I moved to Gaylord, Michigan at the end of last March. I have discovered many differences from where I formerly lived in Lancaster County, Pennsylvania. For example:
There we called it “soda” – here we call it “pop”!
There we averaged less than 30 inches a year of snow – here it is over 150 inches!
There we had flies and mosquitoes – here we have really BIG flies and mosquitoes!
But one of the most intriguing differences I have noticed is that back in Lancaster County, selling marijuana is illegal. Here – you can get a card from the state giving you permission to buy marijuana. If I have counted right, there are some six different medical marijuana establishments just right here in Gaylord, alone (Folks, listen, Gaylord isn't that big). That sure seems like overkill to me! So curiosity got the best of me!
Yesterday I went to lunch with two other staff members (I won’t use their names in order to protect them but If you know which staff are addicted to Taco Bell you can figure it out). We made a run for the border (meaning we went to the newly reopened Taco Bell). Part of our conversation, as we solved most all of the world’s problems during our lunch discussion, was on these marijuana establishments. We wondered, “How exactly do they work?”
So – we stopped into one of these stores after lunch to find out for ourselves how it worked. I’m not sure the couple inside realized they were talking to three local pastors, but we simply asked them questions. I’m sure this is going to be overly simplistic of a paraphrase, but here is how I came away understanding it.
Basically if you can prove a chronic pain or illness, you can submit an application to the state to receive a card which allows you to purchase marijuana for medical purposes from a state licensed dealer. If your doctor will not give you written verification of your disease or chronic pain to use to submit your application to the state, these establishments (at least the one we visited) have doctors on staff who will do so if you can verify medical proof of your condition. The store we were in told us that they get their supply from overages of licensed growers and that they too grow their own product (you also have to have a different card issue by the state giving you permission to grow marijuana for your patients).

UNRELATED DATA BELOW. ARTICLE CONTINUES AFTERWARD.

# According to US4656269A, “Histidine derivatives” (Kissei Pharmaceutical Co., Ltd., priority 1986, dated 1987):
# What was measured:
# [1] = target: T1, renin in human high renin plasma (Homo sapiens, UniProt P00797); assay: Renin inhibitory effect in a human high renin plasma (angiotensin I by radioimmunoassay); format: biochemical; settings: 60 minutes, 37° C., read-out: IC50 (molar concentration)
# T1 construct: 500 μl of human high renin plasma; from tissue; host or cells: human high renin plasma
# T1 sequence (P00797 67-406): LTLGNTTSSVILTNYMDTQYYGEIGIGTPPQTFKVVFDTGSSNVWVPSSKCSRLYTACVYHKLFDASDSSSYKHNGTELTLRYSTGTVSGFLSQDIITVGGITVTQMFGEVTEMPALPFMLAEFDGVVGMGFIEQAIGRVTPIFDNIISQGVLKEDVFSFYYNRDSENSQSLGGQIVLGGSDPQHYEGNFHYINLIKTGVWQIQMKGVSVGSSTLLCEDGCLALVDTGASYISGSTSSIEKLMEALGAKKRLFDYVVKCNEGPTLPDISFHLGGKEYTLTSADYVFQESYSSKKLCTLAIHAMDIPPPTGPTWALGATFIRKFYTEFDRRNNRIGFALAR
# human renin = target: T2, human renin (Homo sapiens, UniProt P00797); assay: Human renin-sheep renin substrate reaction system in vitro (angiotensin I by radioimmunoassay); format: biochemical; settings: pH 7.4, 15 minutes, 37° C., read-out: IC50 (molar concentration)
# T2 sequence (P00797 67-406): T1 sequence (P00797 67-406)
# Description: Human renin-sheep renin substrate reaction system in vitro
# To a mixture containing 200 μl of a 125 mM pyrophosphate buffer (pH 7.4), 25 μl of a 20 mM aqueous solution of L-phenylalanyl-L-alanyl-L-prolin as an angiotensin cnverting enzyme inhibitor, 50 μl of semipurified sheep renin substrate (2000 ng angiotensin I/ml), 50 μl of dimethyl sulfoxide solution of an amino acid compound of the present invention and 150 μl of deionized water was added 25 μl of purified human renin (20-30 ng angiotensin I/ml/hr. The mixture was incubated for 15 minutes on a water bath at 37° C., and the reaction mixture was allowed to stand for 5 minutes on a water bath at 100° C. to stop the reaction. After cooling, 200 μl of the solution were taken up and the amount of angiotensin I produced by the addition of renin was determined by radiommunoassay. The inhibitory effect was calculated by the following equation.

If you ask me, it sure seems like just about anyone could become a state approved purchaser. After all, who doesn’t have some type of disease or chronic pain that they can verify? It brought up to me several other questions:
Do the doctors at these medical marijuana establishments have the same level of schooling and degrees that a typical medical doctor has?
What kind of safeguards are in place? Do they have to have “malpractice” insurance like other doctors?
What about liability? I believe that if a bartender continues to sell drinks to a customer who is obviously intoxicated, and that customer causes an accident on the way home from the bar and someone is killed, the bartender can possibly be held liable. Is this true with medical marijuana stores?
At the risk of creating controversy, I’ll be honest and say that I am not sold on the “Medical Marijuana” law here in Michigan. So, do any of you have an opinion?